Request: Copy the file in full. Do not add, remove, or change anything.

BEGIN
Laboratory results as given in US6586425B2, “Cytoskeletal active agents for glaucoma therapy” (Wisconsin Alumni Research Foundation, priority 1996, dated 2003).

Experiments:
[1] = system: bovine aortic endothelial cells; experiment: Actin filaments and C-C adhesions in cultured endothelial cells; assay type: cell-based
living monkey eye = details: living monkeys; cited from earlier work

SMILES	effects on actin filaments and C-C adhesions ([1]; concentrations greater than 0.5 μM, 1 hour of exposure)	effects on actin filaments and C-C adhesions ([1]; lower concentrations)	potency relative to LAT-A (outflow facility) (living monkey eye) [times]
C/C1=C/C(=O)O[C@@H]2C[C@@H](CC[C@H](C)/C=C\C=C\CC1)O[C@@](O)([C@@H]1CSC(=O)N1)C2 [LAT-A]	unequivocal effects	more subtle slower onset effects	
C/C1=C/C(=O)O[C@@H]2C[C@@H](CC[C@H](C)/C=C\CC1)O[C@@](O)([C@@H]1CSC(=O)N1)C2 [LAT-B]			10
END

Laboratory results as given in US6586425B2, “Cytoskeletal active agents for glaucoma therapy” (Wisconsin Alumni Research Foundation, priority 1996, dated 2003).

Experiments:
[1] = system: bovine aortic endothelial cells; experiment: Actin filaments and C-C adhesions in cultured endothelial cells; assay type: cell-based
living monkey eye = details: living monkeys; cited from earlier work

SMILES	effects on actin filaments and C-C adhesions ([1]; concentrations greater than 0.5 μM, 1 hour of exposure)	effects on actin filaments and C-C adhesions ([1]; lower concentrations)	potency relative to LAT-A (outflow facility) (living monkey eye) [times]
C/C1=C/C(=O)O[C@@H]2C[C@@H](CC[C@H](C)/C=C\C=C\CC1)O[C@@](O)([C@@H]1CSC(=O)N1)C2 [LAT-A]	unequivocal effects	more subtle slower onset effects	
C/C1=C/C(=O)O[C@@H]2C[C@@H](CC[C@H](C)/C=C\CC1)O[C@@](O)([C@@H]1CSC(=O)N1)C2 [LAT-B]			10